a repeater bipolar violation in-service detection reporting unit controller for controlling the processing of the information about the in-service detection of the bipolar violation in the repeater.
11. A repeater bipolar violation in-service detection reporting unit for using in a repeater bipolar violation in-service detection system for in-service detection of a bipolar violation in a repeater,
the repeater bipolar violation in-service detection system having a repeater bipolar violation in-service detection controller, for providing a repeater bipolar violation in-service detection control signal containing a control request for information about an in-service detection of a bipolar violation in the repeater, and being responsive to a repeater bipolar violation in-service detection reporting unit signal containing information about the in-service detection of the bipolar violation in the repeater,
the repeater bipolar violation in-service detection reporting unit being responsive to the repeater bipolar violation in-service detection control signal from the repeater bipolar violation in-service detection controller, for providing the repeater bipolar violation in-service detection reporting unit signal to the repeater bipolar violation in-service detection controller.
12. A repeater bipolar violation in-service detection controller for using in a repeater bipolar violation in-service detection system for in-service detection of a bipolar violation in a repeater,
the repeater bipolar violation in-service detection system having a repeater bipolar violation in-service detection reporting unit, responsive to a repeater bipolar violation in-service detection control signal containing a control request for information about an in-service detection of a bipolar violation in the repeater, for providing a repeater bipolar violation in-service detection reporting unit signal containing information about the in-service detection of the bipolar violation in the repeater,
the repeater bipolar violation in-service detection controller for providing the repeater bipolar violation in-service detection control signal, and being responsive to the repeater bipolar violation in-service detection reporting unit signal.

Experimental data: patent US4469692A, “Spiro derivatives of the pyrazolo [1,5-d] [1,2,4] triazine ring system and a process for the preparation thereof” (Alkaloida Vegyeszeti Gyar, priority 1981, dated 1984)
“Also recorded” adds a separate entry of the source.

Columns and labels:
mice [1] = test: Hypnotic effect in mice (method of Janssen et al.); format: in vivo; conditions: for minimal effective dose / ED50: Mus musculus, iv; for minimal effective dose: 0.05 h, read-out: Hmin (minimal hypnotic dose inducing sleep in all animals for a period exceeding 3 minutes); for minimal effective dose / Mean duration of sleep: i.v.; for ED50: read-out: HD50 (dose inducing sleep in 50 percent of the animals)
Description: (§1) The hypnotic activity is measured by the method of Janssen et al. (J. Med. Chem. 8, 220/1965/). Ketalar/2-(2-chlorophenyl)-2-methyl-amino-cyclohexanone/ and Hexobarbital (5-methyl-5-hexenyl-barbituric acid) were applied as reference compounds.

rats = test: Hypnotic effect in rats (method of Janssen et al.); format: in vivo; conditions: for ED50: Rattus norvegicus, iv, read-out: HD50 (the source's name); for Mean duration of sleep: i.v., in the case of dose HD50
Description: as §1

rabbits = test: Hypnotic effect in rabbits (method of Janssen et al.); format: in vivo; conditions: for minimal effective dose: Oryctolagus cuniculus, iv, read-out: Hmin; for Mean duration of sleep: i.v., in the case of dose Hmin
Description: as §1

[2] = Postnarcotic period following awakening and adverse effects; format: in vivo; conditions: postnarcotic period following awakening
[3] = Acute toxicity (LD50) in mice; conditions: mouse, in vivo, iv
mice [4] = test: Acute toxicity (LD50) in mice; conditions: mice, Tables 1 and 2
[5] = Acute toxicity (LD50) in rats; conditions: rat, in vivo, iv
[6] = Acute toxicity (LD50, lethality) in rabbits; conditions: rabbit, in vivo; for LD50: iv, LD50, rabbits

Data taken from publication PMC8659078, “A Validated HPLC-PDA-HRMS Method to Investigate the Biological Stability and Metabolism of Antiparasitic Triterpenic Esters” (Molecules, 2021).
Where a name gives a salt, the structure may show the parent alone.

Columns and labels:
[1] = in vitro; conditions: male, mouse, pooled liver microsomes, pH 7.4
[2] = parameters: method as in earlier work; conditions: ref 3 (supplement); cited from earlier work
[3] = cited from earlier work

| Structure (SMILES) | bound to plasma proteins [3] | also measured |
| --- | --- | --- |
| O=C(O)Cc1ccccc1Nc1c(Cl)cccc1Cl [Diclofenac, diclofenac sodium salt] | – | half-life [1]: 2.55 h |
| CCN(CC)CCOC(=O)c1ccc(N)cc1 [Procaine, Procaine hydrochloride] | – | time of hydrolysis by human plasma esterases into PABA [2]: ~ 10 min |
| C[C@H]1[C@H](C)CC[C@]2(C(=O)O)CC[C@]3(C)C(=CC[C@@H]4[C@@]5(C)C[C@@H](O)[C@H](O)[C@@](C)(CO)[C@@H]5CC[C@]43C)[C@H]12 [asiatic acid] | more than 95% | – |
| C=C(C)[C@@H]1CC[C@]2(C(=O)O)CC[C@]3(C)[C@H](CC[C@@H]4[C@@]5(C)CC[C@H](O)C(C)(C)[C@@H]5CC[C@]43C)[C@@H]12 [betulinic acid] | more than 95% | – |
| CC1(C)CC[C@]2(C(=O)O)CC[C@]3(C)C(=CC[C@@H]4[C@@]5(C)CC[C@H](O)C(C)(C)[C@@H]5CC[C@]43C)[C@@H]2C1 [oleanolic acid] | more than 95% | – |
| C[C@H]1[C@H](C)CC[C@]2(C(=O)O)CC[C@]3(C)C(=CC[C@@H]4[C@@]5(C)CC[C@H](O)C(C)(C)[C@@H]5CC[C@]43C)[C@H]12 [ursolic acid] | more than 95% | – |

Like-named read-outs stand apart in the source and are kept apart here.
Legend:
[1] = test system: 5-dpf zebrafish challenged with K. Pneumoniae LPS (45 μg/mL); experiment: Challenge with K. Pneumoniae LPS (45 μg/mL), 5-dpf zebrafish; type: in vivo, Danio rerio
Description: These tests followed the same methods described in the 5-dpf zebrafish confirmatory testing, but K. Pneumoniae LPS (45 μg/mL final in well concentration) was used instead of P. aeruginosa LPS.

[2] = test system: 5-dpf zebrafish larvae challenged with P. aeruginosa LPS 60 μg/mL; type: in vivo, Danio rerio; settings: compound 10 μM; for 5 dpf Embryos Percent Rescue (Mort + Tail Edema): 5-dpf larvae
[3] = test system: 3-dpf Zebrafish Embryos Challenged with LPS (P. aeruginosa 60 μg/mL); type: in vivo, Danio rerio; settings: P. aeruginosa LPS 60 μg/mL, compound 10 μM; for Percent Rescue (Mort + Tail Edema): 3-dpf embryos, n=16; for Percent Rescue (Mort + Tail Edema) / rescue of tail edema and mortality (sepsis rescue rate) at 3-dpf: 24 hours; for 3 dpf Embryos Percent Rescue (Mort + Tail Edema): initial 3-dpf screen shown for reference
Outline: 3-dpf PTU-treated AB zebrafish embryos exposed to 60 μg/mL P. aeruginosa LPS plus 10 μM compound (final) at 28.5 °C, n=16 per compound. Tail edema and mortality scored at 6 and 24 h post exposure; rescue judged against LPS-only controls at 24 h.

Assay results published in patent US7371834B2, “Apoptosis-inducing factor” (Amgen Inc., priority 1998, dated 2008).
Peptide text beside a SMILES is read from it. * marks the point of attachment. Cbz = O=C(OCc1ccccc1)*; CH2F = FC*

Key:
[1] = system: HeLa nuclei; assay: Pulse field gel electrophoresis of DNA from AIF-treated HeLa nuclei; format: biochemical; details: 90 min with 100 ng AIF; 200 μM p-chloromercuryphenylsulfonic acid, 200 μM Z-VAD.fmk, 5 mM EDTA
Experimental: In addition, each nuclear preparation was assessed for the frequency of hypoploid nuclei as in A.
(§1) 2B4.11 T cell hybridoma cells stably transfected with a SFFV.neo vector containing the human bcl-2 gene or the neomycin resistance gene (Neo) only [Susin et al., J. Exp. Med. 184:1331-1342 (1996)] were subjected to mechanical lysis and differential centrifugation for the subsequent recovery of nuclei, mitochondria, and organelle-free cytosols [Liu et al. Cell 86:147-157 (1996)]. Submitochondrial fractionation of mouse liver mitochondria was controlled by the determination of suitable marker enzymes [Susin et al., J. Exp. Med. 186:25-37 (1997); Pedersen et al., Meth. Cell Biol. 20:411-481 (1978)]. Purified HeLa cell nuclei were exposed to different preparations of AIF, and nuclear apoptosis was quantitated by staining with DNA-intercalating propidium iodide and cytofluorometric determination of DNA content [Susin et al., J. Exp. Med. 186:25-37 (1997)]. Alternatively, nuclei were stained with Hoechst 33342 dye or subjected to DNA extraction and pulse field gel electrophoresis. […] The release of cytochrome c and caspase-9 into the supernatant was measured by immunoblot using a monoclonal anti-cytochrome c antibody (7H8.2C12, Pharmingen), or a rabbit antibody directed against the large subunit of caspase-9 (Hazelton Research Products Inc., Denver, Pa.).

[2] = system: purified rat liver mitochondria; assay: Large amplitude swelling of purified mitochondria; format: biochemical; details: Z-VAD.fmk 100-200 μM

Description
BACKGROUND OF THE INVENTION

1. Field of the Invention

The present invention relates generally to a system for monitoring repeaters in a span line; and more particularly, to a system for in-service monitoring of repeater bipolar violations for a T1 span line.

2. Description of the Prior Art

T1 spans have been known in the art for more than 20 years and typically connect together two remote communication points. A T1 span has span lines connected by regenerative repeaters that are each normally spaced about every mile or so in the T1 span. The regenerative repeaters perform various function to a T1 span signal being transmitted over the T1 span, including equalization, clock recovery, pulse detection, and regenerative transmission. One problem in the art is that the regenerative repeaters break down at remote locations along the T1 span causing data errors.

Current T1 spans use smart or intelligent regenerative repeaters that are well known in the art, such as the Txport STARS (span test and restoral system). The smart regenerative repeaters have built-in detection circuits, for providing continuous performance monitoring to each node in the span, as described in Telephony, Jun. 15, 1992. The built-in detection circuit may include a bipolar violation detection circuit. However, one major disadvantage of the known T1 spans is that the central office which monitors the T1 span does not receive automatic error detection information from the smart or intelligent regenerative repeaters.

Another major disadvantage of the known T1 spans is that service technicians have to query each repeater to evaluate error detection information in the built-in detection circuits in order to perform fault isolation, which is costly and time-consuming.

Still another major disadvantage of the known T1 spans is that error detection information cannot be obtained while the T1 span is in-service, except for spans using an Extended Super Frame (ESF) datalink. Thus, in order to isolate a fault in a repeater along the T1 span, the T1 span must be taken out of service. Out-of-service fault isolation and maintenance is very expensive because the customer dictates when the T1 span can be worked on and the cost in man/hours escalates if the work needs to be done at night during low traffic hours.

DISCLOSURE OF THE INVENTION

In its broadest sense, the invention provides a repeater bipolar violation in-service detection system for in-service detection of a bipolar violation in a smart repeater. The repeater bipolar violation in-service detection system includes a repeater bipolar violation in-service detection controller and a repeater bipolar violation in-service detection reporting unit.

The repeater bipolar violation in-service detection controller provides a repeater bipolar violation in-service detection control signal containing a control request for information about an in-service detection of a bipolar violation in a smart repeater, and responds to a repeater bipolar violation in-service detection reporting unit signal containing information about the in-service detection of the bipolar violation in the smart repeater.

The repeater bipolar violation in-service detection reporting unit responds to the repeater bipolar violation in-service detection control signal from the repeater bipolar violation in-service detection controller, for providing the repeater bipolar violation in-service detection reporting unit signal to the repeater bipolar violation in-service detection controller.